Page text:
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PRITHVI TRUST PRIVATE LTD. versus THE STATE OF TAMIL NADU

High Court of Madras

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Prithvi Trust Private Ltd. v. The State of Tamil Nadu - W.P.No.9576 of 2005 [2005] RD-TN 221 (22 March 2005)



IN THE HIGH COURT OF JUDICATURE AT MADRAS

DATED: 22/03/2005

CORAM

THE HONOURABLE MR.JUSTICE P.D.DINAKARAN W.P.No.9576 of 2005

Prithvi Trust Private Ltd.,

rep. by its Power of Attorney

Mr.R.Perumal, No.72

Luz Church Road, Mylapore

Chennai - 600 004. .. Petitioner -Vs-

1. The State of Tamil Nadu

rep. by its Secretary to Government

Industries, Labour & Cooperation

(Housing), Fort St.George

Chennai - 600 009.

2. The State of Tamil Nadu

rep. by its Secretary to Government

Housing & Urban Development Department

Fort St.George, Chennai - 600 009.

3. The Commissioner

Land Administration

Chepauk, Chennai - 600 005.

4. The District Collector

Trivellore District

Trivellore.

5. Tamil Nadu Housing Board

rep. by its Managing Director

Nandanam, Chennai. .. Respondents PRAYER: Petition under Article 226 of the Constitution of India for issue of a writ of Certiorarified Mandamus as stated therein. For Petitioner : Mr.R.Natesan

For Respondents: Mr.Suresh Viswanath

Government Advocate

for respondents 1 to 4

Mr.D.Veerasekaran

for 5th respondent

:ORDER



The petitioner seeks a writ of Certiorarified Mandamus to call for the records of the first respondent connected with the land acquisition proceedings in respect of the lands measuring 4.54 Acres in Survey Nos.588/1 and 588/2 in Thirumullaivoyal Vil , Saidapet Taluk which now forms part of Ambattur Taluk, which has remained unutilized after acquisition by notification under Section 4(1) of the Land Acquisition Act, 1894 published in the Fort St.George Gazette Part-II Section I dated 17.7.1963, to qu ash the same and to direct the first respondent to deliver the lands to the petitioner as per the provisions of Section 48-B of the Land Acquisition Act. 2.1. According to the petitioner, their lands measuring 4.54 acres in Survey Nos.588/1 and 588/2 in Thirumullaivoyal Village, Saidapet Taluk, which now forms part of Ambattur Taluk, were acquired by the respondents pursuant to the notification issue der Section 4(1) of the Land Acquisition Act published in the Fort St.George Gazette Part-II Section I dated 17.7.1963 for construction of quarters to workers under Subsidized Industrial Housing Scheme and an award was also passed in Award No.19 of 1963 dated 25.3.1968. 2.2. It is further stated that even though the impugned lands were taken over by the Housing Board on 7.2.1979 for construction of Labour Quarters, the same were not utilized till 1997, which necessitated the petitioner to file W.P.No.10481 of 1997 irect the respondents therein to assign the impugned lands, viz., 4.54 acres in Survey Nos.588/1 and 588/2 to the petitioner, but the said writ petition was dismissed by this Court on the basis of the submission of the Housing Board that the entire compe nsation has been deposited in the name of the petitioner long back. Hence, the petitioner filed W.A.No.904 of 1997, whereunder, the Division Bench of this Court, appreciating the fact that the petitioner has not received compensation till date, permitte d the petitioner to make a further representation to the Government for reconveyance of the impugned lands as the Housing Board has not utilized the same.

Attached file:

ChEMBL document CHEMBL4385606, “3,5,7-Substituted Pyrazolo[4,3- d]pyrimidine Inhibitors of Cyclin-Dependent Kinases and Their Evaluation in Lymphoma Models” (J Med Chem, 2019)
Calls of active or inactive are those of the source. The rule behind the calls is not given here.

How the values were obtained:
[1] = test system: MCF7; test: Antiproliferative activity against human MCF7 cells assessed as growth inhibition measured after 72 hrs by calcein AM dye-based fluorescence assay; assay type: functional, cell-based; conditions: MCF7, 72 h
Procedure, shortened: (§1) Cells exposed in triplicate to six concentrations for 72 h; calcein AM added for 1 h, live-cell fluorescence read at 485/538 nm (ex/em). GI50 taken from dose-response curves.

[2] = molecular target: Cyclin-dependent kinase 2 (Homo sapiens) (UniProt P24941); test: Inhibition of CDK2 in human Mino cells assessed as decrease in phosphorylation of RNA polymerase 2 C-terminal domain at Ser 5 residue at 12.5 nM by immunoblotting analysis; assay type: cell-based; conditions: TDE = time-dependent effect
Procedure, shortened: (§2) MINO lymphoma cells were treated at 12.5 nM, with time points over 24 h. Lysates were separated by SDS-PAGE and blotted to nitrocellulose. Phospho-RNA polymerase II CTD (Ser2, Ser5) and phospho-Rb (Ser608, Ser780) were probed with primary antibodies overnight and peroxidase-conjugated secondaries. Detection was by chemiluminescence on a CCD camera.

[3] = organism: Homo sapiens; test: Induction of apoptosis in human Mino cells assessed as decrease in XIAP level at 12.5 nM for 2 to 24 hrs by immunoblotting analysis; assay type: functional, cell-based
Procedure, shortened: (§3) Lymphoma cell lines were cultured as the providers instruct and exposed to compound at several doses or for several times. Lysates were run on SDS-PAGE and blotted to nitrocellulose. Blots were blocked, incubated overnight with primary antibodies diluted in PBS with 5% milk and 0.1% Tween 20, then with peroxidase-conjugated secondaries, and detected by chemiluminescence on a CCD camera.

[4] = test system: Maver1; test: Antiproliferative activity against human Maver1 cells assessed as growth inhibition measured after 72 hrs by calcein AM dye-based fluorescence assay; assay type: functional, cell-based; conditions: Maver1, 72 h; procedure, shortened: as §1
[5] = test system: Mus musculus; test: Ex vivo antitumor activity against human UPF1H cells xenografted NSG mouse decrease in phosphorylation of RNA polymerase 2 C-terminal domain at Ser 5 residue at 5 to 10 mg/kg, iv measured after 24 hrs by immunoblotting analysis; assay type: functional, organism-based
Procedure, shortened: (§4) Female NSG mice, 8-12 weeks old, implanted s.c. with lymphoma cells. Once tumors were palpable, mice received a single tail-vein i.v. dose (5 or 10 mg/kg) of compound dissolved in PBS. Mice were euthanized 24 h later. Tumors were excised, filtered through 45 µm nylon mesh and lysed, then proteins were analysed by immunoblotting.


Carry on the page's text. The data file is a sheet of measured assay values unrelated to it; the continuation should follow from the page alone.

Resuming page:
2.3. The learned counsel for the petitioner further submits that he also sent a representation to the third respondent on 29.9.2000 praying for reconveyance of the said lands, which were not utilized for the past 42 years, under Section 48-B of the Acquisition Act, explaining that the petitioner/Trust had not received any compensation for the lands for the past 42 years and therefore, sought to withdraw the entire land acquisition proceedings.